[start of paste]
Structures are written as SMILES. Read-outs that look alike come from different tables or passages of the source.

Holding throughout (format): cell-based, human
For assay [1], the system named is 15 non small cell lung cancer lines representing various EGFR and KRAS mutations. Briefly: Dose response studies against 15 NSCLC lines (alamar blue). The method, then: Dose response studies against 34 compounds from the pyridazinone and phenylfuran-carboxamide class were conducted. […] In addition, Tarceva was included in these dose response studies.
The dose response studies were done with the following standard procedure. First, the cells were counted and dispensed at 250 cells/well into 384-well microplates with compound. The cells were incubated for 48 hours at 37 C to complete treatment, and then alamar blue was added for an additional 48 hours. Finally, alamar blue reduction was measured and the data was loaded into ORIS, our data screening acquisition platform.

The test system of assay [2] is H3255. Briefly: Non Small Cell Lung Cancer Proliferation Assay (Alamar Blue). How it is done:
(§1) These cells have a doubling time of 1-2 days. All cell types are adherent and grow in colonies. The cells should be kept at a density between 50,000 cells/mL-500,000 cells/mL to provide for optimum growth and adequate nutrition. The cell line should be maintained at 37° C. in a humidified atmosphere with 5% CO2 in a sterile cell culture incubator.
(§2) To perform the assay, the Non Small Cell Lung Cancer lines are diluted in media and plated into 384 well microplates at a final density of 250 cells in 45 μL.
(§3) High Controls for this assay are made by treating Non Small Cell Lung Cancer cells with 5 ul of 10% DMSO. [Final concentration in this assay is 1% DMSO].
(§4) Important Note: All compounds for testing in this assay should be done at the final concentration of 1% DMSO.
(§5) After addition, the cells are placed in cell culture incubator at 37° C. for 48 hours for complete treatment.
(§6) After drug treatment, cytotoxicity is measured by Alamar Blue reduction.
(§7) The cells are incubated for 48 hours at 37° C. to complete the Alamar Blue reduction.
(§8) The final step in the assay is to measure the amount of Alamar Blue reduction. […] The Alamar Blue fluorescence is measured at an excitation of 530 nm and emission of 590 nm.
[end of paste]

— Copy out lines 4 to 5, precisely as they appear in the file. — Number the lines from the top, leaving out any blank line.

The dose response studies were done with the following standard procedure. First, the cells were counted and dispensed at 250 cells/well into 384-well microplates with compound. The cells were incubated for 48 hours at 37 C to complete treatment, and then alamar blue was added for an additional 48 hours. Finally, alamar blue reduction was measured and the data was loaded into ORIS, our data screening acquisition platform.

The test system of assay [2] is H3255. Briefly: Non Small Cell Lung Cancer Proliferation Assay (Alamar Blue). How it is done: